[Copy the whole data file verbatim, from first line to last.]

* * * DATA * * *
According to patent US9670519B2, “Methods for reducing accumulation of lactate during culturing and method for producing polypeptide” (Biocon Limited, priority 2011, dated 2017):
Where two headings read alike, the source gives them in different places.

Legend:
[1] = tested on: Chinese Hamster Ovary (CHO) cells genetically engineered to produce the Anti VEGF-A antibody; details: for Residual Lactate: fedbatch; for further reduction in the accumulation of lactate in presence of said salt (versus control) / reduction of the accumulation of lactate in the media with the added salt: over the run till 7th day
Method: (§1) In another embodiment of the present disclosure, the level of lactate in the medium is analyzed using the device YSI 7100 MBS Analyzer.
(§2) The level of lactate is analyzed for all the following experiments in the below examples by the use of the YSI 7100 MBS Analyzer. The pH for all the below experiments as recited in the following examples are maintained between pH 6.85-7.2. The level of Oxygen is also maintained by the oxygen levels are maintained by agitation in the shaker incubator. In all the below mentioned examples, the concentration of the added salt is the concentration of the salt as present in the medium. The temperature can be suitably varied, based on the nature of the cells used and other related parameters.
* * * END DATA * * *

According to patent US9670519B2, “Methods for reducing accumulation of lactate during culturing and method for producing polypeptide” (Biocon Limited, priority 2011, dated 2017):
Where two headings read alike, the source gives them in different places.

Legend:
[1] = tested on: Chinese Hamster Ovary (CHO) cells genetically engineered to produce the Anti VEGF-A antibody; details: for Residual Lactate: fedbatch; for further reduction in the accumulation of lactate in presence of said salt (versus control) / reduction of the accumulation of lactate in the media with the added salt: over the run till 7th day
Method: (§1) In another embodiment of the present disclosure, the level of lactate in the medium is analyzed using the device YSI 7100 MBS Analyzer.
(§2) The level of lactate is analyzed for all the following experiments in the below examples by the use of the YSI 7100 MBS Analyzer. The pH for all the below experiments as recited in the following examples are maintained between pH 6.85-7.2. The level of Oxygen is also maintained by the oxygen levels are maintained by agitation in the shaker incubator. In all the below mentioned examples, the concentration of the added salt is the concentration of the salt as present in the medium. The temperature can be suitably varied, based on the nature of the cells used and other related parameters.